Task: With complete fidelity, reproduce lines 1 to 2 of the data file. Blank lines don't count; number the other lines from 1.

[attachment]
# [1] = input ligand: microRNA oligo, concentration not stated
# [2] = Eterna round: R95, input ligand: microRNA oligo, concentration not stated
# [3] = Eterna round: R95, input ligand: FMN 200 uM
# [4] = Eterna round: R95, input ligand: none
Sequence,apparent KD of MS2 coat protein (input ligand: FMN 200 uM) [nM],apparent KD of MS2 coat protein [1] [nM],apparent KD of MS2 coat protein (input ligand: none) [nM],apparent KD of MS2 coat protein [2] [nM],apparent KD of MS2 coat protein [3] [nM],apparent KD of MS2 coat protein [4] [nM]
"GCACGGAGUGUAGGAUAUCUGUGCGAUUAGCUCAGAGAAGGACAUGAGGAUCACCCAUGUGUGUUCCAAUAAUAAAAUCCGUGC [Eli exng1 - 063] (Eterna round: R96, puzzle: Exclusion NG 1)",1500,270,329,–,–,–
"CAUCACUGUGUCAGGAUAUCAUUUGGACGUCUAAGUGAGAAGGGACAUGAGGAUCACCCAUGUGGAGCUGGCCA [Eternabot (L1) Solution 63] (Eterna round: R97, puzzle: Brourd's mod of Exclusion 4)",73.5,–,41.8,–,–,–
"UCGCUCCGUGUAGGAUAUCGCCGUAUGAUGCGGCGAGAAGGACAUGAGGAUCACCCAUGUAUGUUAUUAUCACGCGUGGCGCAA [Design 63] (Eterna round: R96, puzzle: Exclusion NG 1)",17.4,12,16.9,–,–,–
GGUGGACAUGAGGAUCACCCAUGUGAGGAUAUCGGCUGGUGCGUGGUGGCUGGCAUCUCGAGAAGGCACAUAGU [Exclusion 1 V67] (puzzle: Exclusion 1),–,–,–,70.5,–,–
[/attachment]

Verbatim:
# [1] = input ligand: microRNA oligo, concentration not stated
# [2] = Eterna round: R95, input ligand: microRNA oligo, concentration not stated